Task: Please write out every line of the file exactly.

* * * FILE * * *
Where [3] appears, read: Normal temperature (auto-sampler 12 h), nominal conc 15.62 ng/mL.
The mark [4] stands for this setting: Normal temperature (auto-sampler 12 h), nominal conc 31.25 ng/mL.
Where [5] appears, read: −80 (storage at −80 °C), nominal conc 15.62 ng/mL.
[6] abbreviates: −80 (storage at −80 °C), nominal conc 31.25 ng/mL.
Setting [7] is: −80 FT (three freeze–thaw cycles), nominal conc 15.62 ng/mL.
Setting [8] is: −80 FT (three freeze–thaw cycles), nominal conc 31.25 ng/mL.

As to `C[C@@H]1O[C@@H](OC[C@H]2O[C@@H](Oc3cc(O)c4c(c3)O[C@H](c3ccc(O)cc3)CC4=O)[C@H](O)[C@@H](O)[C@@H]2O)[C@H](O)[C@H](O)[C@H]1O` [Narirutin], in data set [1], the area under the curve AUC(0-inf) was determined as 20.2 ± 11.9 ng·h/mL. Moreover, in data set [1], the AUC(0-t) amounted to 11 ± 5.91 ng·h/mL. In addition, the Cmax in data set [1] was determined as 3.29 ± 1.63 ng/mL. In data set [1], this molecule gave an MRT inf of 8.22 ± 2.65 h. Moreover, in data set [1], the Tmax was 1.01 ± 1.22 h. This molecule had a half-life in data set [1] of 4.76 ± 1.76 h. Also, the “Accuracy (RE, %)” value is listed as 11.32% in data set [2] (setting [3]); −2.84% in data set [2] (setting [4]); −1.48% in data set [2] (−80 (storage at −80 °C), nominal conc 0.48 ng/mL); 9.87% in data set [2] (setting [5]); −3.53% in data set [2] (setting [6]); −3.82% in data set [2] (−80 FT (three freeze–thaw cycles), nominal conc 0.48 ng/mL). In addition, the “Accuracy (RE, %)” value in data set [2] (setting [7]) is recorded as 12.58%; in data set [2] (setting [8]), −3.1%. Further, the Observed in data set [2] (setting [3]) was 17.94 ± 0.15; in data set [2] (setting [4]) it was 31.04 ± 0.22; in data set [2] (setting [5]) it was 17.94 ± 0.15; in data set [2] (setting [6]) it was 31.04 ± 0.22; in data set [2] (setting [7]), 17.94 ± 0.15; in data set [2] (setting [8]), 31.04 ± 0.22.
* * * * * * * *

Where [3] appears, read: Normal temperature (auto-sampler 12 h), nominal conc 15.62 ng/mL.
The mark [4] stands for this setting: Normal temperature (auto-sampler 12 h), nominal conc 31.25 ng/mL.
Where [5] appears, read: −80 (storage at −80 °C), nominal conc 15.62 ng/mL.
[6] abbreviates: −80 (storage at −80 °C), nominal conc 31.25 ng/mL.
Setting [7] is: −80 FT (three freeze–thaw cycles), nominal conc 15.62 ng/mL.
Setting [8] is: −80 FT (three freeze–thaw cycles), nominal conc 31.25 ng/mL.

As to `C[C@@H]1O[C@@H](OC[C@H]2O[C@@H](Oc3cc(O)c4c(c3)O[C@H](c3ccc(O)cc3)CC4=O)[C@H](O)[C@@H](O)[C@@H]2O)[C@H](O)[C@H](O)[C@H]1O` [Narirutin], in data set [1], the area under the curve AUC(0-inf) was determined as 20.2 ± 11.9 ng·h/mL. Moreover, in data set [1], the AUC(0-t) amounted to 11 ± 5.91 ng·h/mL. In addition, the Cmax in data set [1] was determined as 3.29 ± 1.63 ng/mL. In data set [1], this molecule gave an MRT inf of 8.22 ± 2.65 h. Moreover, in data set [1], the Tmax was 1.01 ± 1.22 h. This molecule had a half-life in data set [1] of 4.76 ± 1.76 h. Also, the “Accuracy (RE, %)” value is listed as 11.32% in data set [2] (setting [3]); −2.84% in data set [2] (setting [4]); −1.48% in data set [2] (−80 (storage at −80 °C), nominal conc 0.48 ng/mL); 9.87% in data set [2] (setting [5]); −3.53% in data set [2] (setting [6]); −3.82% in data set [2] (−80 FT (three freeze–thaw cycles), nominal conc 0.48 ng/mL). In addition, the “Accuracy (RE, %)” value in data set [2] (setting [7]) is recorded as 12.58%; in data set [2] (setting [8]), −3.1%. Further, the Observed in data set [2] (setting [3]) was 17.94 ± 0.15; in data set [2] (setting [4]) it was 31.04 ± 0.22; in data set [2] (setting [5]) it was 17.94 ± 0.15; in data set [2] (setting [6]) it was 31.04 ± 0.22; in data set [2] (setting [7]), 17.94 ± 0.15; in data set [2] (setting [8]), 31.04 ± 0.22.